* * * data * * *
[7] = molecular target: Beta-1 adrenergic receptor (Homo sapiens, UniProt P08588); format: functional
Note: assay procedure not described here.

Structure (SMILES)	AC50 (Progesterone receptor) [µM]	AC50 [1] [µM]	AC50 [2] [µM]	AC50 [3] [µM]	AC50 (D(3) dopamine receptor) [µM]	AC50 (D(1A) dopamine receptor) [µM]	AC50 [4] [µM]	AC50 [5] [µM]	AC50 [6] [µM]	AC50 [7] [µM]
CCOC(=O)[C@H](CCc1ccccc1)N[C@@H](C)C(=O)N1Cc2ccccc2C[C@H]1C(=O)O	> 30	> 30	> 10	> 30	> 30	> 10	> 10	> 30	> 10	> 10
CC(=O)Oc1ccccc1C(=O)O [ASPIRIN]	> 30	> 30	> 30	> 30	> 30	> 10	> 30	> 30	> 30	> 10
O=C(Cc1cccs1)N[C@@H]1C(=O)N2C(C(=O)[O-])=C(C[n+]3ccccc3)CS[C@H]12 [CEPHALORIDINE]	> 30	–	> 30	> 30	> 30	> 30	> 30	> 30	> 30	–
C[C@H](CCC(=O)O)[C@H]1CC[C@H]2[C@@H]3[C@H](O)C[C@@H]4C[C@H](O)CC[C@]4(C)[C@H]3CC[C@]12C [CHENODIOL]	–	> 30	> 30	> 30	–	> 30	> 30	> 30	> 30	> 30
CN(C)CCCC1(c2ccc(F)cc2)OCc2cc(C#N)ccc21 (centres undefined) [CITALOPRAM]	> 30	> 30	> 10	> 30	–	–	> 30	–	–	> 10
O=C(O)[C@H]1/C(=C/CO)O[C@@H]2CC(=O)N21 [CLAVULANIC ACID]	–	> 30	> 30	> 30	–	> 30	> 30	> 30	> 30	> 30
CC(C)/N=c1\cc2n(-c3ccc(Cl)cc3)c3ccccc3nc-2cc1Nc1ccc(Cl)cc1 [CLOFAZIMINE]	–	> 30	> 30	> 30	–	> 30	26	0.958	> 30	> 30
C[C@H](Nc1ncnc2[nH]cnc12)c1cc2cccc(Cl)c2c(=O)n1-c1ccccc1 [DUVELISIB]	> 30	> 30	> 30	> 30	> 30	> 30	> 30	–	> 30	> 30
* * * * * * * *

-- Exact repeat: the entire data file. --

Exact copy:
[7] = molecular target: Beta-1 adrenergic receptor (Homo sapiens, UniProt P08588); format: functional
Note: assay procedure not described here.

Structure (SMILES)	AC50 (Progesterone receptor) [µM]	AC50 [1] [µM]	AC50 [2] [µM]	AC50 [3] [µM]	AC50 (D(3) dopamine receptor) [µM]	AC50 (D(1A) dopamine receptor) [µM]	AC50 [4] [µM]	AC50 [5] [µM]	AC50 [6] [µM]	AC50 [7] [µM]
CCOC(=O)[C@H](CCc1ccccc1)N[C@@H](C)C(=O)N1Cc2ccccc2C[C@H]1C(=O)O	> 30	> 30	> 10	> 30	> 30	> 10	> 10	> 30	> 10	> 10
CC(=O)Oc1ccccc1C(=O)O [ASPIRIN]	> 30	> 30	> 30	> 30	> 30	> 10	> 30	> 30	> 30	> 10
O=C(Cc1cccs1)N[C@@H]1C(=O)N2C(C(=O)[O-])=C(C[n+]3ccccc3)CS[C@H]12 [CEPHALORIDINE]	> 30	–	> 30	> 30	> 30	> 30	> 30	> 30	> 30	–
C[C@H](CCC(=O)O)[C@H]1CC[C@H]2[C@@H]3[C@H](O)C[C@@H]4C[C@H](O)CC[C@]4(C)[C@H]3CC[C@]12C [CHENODIOL]	–	> 30	> 30	> 30	–	> 30	> 30	> 30	> 30	> 30
CN(C)CCCC1(c2ccc(F)cc2)OCc2cc(C#N)ccc21 (centres undefined) [CITALOPRAM]	> 30	> 30	> 10	> 30	–	–	> 30	–	–	> 10
O=C(O)[C@H]1/C(=C/CO)O[C@@H]2CC(=O)N21 [CLAVULANIC ACID]	–	> 30	> 30	> 30	–	> 30	> 30	> 30	> 30	> 30
CC(C)/N=c1\cc2n(-c3ccc(Cl)cc3)c3ccccc3nc-2cc1Nc1ccc(Cl)cc1 [CLOFAZIMINE]	–	> 30	> 30	> 30	–	> 30	26	0.958	> 30	> 30
C[C@H](Nc1ncnc2[nH]cnc12)c1cc2cccc(Cl)c2c(=O)n1-c1ccccc1 [DUVELISIB]	> 30	> 30	> 30	> 30	> 30	> 30	> 30	–	> 30	> 30